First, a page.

UConn leader named U of Illinois president
Michael Hogan “has held nearly every management and executive position in academia, steadily rising through the ranks on the merits of his scholarship, commitment and leadership," said Board of Trustees chair Christopher Kennedy.
Michael J. Hogan, president of the University of Connecticut, was named president of the University of Illinois today, pending formal approval by the Board of Trustees at its May 20 meeting at UIC.
He will take office July 1.
A formal announcement of the appointment will be made Wednesday at 10:30 a.m. in the Illinois Room, Student Center East.
Hogan, president of UConn since September 2007, has four decades of experience in public higher education.
Selected from a field of 208 candidates, he emerged as the top choice in the seven-month search because of his combination of scholarship, university leadership experience and achievement, said Board of Trustees chairman Christopher G. Kennedy.
"Michael Hogan's entire career to this point has prepared him to lead a major public university,” Kennedy said.
“He has held nearly every management and executive position in academia, steadily rising through the ranks on the merits of his scholarship, commitment and leadership."
During his career, Hogan has led high performing teaching and research universities, managed university-based health science centers and hospitals, engaged in fundraising and alumni relations and overseen major intercollegiate athletics.
Chancellor Paula Allen-Meares said Hogan's work with academic medical centers at Iowa and UConn is significant.
"He brings a breadth of experience that bodes well for Illinois' great land-grant university and three campuses with distinct missions," Allen-Meares said.
Hogan was dean of arts and sciences at Ohio State University before becoming executive vice president and provost at the University of Iowa from 2004 to 2007.
Before he joined the Ohio State faculty, he was a faculty member at Miami University, Stony Brook University and the University of Texas at Austin.
A historian who specializes in post-World War II diplomatic history and the Cold War, Hogan has continued his teaching, research and writing while serving in administrative roles.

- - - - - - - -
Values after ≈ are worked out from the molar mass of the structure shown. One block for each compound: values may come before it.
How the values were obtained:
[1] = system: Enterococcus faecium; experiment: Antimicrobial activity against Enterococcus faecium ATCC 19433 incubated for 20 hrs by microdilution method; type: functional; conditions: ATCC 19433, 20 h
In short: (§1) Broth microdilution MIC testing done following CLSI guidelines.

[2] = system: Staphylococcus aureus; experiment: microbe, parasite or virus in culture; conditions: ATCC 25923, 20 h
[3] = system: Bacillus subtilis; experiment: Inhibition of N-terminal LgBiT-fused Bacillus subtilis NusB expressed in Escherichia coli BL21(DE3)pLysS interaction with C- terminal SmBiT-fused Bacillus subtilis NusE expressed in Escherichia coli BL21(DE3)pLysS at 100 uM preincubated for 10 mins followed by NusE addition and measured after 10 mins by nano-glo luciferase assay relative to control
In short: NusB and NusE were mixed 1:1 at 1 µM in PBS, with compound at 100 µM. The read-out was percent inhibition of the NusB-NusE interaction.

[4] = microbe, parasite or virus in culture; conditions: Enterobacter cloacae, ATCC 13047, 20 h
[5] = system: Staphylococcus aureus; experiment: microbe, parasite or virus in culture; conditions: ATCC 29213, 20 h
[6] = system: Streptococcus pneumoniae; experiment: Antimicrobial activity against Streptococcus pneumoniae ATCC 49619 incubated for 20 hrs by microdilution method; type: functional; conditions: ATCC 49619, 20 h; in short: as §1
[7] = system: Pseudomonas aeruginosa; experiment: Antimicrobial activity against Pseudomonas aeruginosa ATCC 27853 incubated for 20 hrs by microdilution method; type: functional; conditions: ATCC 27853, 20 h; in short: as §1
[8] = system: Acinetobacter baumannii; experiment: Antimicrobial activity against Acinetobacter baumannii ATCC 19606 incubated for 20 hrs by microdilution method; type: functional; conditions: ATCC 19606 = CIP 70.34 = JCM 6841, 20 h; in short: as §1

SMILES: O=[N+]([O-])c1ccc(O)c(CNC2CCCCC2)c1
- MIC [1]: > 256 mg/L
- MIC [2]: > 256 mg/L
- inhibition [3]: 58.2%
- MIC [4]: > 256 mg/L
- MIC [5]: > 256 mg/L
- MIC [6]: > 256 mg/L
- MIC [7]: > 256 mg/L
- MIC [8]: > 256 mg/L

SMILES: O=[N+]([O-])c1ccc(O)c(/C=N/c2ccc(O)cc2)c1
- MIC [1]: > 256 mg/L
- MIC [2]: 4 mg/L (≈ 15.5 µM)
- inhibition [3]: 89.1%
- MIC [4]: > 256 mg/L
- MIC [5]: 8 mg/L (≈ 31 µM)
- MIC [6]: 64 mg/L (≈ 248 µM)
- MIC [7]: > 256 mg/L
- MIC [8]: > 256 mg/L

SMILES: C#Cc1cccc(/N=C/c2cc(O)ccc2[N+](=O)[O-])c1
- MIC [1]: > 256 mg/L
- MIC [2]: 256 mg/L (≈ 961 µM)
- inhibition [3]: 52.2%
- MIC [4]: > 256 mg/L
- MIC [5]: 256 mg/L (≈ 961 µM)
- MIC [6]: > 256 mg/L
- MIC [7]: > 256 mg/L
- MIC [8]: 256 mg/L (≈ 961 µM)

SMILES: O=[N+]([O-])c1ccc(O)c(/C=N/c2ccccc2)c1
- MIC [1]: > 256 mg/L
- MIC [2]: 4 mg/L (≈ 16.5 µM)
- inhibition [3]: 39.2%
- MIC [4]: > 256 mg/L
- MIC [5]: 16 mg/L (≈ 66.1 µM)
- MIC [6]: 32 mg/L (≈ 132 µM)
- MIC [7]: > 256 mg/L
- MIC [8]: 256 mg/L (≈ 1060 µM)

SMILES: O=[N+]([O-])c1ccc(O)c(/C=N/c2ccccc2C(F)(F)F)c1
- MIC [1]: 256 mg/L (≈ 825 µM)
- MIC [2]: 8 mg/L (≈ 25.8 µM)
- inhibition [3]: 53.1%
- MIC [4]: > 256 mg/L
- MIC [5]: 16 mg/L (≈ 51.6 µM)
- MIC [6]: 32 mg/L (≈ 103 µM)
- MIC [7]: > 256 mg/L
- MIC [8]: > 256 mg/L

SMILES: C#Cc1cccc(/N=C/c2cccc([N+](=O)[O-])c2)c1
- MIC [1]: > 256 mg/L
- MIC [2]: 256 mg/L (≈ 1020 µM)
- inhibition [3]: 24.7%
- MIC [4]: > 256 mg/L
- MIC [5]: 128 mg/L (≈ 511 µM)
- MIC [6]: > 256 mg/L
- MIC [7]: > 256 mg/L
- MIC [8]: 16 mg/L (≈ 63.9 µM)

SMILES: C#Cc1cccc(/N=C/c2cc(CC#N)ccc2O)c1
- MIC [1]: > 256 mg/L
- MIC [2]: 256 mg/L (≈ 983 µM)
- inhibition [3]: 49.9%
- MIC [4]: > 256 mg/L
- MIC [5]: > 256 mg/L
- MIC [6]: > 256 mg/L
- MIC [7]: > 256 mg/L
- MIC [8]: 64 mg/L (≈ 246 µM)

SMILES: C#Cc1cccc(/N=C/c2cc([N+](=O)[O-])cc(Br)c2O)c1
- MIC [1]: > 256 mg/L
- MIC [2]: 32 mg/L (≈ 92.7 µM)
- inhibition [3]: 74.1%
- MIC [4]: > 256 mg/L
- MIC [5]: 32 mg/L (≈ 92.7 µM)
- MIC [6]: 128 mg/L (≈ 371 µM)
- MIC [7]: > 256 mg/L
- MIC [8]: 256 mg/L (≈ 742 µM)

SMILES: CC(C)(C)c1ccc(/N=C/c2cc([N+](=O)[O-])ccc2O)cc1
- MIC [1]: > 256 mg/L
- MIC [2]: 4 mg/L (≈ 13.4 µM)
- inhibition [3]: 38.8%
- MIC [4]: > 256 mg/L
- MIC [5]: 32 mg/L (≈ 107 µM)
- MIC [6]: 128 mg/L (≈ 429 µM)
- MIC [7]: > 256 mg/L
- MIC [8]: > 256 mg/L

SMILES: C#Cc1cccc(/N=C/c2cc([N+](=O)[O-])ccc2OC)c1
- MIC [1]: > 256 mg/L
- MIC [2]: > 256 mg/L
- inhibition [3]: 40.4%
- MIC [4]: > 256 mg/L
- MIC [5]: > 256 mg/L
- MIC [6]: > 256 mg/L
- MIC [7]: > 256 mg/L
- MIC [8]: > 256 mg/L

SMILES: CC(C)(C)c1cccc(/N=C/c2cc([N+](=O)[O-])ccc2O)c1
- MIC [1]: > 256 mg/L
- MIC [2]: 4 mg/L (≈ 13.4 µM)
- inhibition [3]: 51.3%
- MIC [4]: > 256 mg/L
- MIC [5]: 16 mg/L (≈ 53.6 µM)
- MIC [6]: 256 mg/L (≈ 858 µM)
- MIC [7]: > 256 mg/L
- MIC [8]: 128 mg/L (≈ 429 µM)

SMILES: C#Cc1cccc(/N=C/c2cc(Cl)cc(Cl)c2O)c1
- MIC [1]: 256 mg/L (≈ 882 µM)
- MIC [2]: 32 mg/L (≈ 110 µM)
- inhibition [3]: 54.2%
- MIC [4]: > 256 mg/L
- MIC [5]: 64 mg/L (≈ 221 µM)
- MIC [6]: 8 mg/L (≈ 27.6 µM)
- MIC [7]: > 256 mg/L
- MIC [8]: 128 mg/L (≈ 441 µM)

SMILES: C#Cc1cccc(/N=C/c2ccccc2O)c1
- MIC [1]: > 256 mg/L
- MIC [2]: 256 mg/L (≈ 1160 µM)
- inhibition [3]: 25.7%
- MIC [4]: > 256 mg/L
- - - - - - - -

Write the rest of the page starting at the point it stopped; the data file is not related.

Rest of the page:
The University of Connecticut, with total enrollment of nearly 30,000 students on seven campuses and an operating budget of $1.7 billion, has been ranked as the best public university in New England by U.S. News and World Report for 11 consecutive years.
As UConn president, Hogan managed financial strains similar to those he will confront in Illinois.
He worked with the legislature to secure a capital spending plan; partnered with the Connecticut governor and General Assembly, the congressional delegation and area hospitals on a $352 million initiative to improve access to quality health care, including the construction of a new hospital; and raised academic standards at UConn as measured by test scores, diversity and retention rates.
During his term at UConn, the research portfolio has increased by 25 percent over three years. The university also increased student diversity and improved undergraduate retention and graduation rates.
At Iowa, Hogan reorganized and centralized the diversity offices on campus and established a special assistant to both the president and provost for diversity. He hired the largest class of new faculty of color at Iowa and recruited the largest class of students of color.
At Ohio State, he established an institute for the study of race and ethnicity and enhanced diversity.
Born and raised in Waterloo, Iowa, Hogan, 66, earned his bachelor's degree at the University of Northern Iowa, where he majored in English with minors in history and classics. He received his master's and doctorate degrees in history at the University of Iowa.
"I'm delighted to be returning to the Midwest to lead the University of Illinois, a top-tier institution and center of outstanding research and scholarship," he said.
"I grew up in the Midwest, earned my degrees here and started my family here. I couldn't be more pleased to return to my roots as president of this world-class university."